DBS Is Still Stealing Cable's CustomersDirecTV expects a 1M gain this year 10/19/2003 08:00:00 PM Eastern
DBS was supposed to be maturing by now, but DirecTV shows no signs of slowing down in its ability to steal customers from cable operators. For the three months ended September, the DBS service added 326,000 customers, far more than the 206,000 added during the same quarter last year and better than many analysts had expected.
Many of those customers came straight out of the hides of cable operators.
For the full year, DirecTV is expecting to add 1 million subscribers, an 11% gain to 10.6 million. Another 1.6 million rural subscribers are sold through the National Rural Telecommunications Co-Operative and Pegasus Communications, but that base is shrinking by 200,000 subscribers this year.
DirecTV revenue increased 20% to $1.9 billion; operating cash flow before accounting for the cost of signing up new customers rose 26% to $856.4 million. Those hefty marketing costs, though, trimmed total operating cash flow to $234.8 million. Still, that's 14% better than last year.
According to executives at DirecTV and parent Hughes Electronics, a deal to sell control of the operation to Rupert Murdoch's News Corp. is on track and a recent delay by the FCC is routine.
DirecTV President Roxanne Austin said the company is gaining from increasing dissatisfaction with digital cable, which is supposed to keep customers away from DBS. "Today, 45% of our new customers come from digital cable," she said. Three months ago, that was running just 40%.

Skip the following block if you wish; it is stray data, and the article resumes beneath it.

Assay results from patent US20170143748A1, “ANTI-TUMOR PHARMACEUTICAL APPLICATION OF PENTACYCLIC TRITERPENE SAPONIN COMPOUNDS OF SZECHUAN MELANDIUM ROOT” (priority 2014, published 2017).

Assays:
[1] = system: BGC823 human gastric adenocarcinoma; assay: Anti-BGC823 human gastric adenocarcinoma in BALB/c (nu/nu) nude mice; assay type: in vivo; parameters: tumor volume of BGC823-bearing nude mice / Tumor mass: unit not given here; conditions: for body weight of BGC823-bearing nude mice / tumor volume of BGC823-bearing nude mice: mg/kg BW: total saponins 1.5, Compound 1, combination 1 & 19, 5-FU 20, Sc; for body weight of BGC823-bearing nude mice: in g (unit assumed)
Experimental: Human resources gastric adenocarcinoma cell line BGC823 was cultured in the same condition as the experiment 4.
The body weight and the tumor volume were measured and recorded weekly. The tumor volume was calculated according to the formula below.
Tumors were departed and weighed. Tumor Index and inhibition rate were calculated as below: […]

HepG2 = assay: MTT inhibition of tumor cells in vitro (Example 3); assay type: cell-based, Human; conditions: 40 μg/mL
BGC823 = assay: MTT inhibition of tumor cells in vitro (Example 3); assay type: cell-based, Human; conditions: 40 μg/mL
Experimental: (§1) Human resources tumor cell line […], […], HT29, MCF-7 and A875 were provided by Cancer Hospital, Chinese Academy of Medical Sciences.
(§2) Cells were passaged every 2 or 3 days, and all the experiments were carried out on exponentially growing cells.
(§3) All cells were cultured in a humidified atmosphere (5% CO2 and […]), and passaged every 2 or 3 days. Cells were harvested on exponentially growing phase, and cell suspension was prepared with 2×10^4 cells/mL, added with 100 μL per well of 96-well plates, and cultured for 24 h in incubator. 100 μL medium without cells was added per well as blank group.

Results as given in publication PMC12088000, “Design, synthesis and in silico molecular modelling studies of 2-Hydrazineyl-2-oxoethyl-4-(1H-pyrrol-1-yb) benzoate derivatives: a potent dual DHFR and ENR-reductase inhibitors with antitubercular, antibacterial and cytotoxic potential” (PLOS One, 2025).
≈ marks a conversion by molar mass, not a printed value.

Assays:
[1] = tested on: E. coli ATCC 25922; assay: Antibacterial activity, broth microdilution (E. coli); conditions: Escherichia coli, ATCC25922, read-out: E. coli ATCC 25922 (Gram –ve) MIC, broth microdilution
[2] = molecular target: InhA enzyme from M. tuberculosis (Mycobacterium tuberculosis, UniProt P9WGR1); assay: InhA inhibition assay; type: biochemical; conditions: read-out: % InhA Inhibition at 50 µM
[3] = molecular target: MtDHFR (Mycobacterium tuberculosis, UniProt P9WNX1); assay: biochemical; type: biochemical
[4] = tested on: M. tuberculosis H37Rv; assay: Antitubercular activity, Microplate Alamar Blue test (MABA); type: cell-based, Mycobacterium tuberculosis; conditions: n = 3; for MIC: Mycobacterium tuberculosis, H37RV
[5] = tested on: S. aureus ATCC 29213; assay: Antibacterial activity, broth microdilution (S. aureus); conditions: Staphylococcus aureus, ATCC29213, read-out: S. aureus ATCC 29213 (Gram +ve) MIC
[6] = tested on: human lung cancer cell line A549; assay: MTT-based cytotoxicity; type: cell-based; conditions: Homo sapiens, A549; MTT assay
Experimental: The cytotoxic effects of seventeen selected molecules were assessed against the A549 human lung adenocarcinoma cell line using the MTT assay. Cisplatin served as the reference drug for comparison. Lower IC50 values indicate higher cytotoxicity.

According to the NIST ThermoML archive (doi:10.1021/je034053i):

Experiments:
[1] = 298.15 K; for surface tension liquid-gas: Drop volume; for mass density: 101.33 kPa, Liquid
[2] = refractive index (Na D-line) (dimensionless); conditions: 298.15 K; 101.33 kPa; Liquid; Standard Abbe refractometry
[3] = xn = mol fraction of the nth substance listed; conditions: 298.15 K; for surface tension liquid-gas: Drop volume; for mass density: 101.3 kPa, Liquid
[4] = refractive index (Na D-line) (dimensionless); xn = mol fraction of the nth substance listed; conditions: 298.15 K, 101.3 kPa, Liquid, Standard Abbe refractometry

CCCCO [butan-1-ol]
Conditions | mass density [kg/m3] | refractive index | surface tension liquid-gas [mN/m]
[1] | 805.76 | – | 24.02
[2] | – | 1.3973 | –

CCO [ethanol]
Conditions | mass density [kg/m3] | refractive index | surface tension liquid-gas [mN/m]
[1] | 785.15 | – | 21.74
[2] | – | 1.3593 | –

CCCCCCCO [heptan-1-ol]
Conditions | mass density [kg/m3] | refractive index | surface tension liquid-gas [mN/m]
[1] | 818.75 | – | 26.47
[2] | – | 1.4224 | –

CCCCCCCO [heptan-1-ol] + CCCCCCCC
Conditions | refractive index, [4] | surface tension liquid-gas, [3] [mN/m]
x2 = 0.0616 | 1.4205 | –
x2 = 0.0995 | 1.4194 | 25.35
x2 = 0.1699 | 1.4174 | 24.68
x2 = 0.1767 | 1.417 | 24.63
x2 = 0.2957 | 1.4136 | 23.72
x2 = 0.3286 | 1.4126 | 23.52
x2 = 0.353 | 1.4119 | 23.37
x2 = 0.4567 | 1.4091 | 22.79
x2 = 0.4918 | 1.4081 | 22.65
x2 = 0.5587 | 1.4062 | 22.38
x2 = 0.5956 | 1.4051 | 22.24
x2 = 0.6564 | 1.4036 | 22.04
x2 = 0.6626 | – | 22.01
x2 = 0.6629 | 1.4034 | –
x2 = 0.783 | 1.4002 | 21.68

"We've got 326,000 net new additions in the third quarter," Austin said. When MSOs' financial reports start coming out in the next few weeks, she added, "let's add up how cable did in the third quarter."
However, the cost of acquiring those subscribers rose as well, with new customers seeking more equipment—and more equipment subsidies—when they sign up. Subscriber-acquisition costs (SAC) rose from $560 each to $590 each.
Austin blamed this quarter's SAC increase entirely on equipment subsidies. For example, DirecTV has been running a "3-for-$99" promotion, offering to install three receivers in a new subscriber's home. That addresses one of the major advantages of cable, which will lease set-top boxes for multiple rooms for a few dollars monthly. DirecTV has also increased the subsidies it offers for receivers incorporating personal video recorders.
The payoff comes in keeping subscribers longer. Austin said DirecTV is churning subscribers at a rate of 1.6% monthly (losing 19% of its customers per year). "If you look at a one-receiver household today, they churn at roughly 2% today. But a two-receiver household churns at 1.5% or better, and three receivers is less than 1%. We said earlier that a DVR household churns at 0.05% or better. Making those investments materially improves your economic profile."